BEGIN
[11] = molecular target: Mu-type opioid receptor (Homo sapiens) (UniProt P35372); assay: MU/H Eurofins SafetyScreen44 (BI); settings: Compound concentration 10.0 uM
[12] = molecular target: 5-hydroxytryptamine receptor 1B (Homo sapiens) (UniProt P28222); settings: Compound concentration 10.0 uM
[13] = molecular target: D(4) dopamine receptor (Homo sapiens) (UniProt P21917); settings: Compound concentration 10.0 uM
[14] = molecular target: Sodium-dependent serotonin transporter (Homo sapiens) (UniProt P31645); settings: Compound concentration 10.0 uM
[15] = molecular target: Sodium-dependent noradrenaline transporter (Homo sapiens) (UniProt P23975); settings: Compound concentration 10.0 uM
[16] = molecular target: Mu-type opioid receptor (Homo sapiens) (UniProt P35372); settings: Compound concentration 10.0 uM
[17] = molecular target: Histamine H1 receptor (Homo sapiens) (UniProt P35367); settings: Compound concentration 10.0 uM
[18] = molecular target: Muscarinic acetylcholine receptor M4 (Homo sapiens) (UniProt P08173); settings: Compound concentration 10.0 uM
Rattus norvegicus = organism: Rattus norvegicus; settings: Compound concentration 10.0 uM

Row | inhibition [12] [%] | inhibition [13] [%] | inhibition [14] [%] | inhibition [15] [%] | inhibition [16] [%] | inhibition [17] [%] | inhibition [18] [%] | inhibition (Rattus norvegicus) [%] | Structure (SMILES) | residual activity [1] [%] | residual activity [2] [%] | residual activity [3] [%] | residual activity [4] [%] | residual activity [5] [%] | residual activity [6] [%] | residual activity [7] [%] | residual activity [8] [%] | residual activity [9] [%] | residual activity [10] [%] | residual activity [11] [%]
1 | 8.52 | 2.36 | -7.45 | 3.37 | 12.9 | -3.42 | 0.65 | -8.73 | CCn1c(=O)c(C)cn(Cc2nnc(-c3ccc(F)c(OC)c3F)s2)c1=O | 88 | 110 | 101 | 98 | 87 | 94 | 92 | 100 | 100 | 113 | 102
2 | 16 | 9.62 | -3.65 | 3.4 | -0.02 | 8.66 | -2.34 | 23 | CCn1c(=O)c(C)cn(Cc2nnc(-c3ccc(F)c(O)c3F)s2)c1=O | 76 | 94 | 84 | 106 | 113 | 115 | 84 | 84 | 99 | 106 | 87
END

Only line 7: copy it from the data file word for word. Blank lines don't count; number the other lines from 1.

[17] = molecular target: Histamine H1 receptor (Homo sapiens) (UniProt P35367); settings: Compound concentration 10.0 uM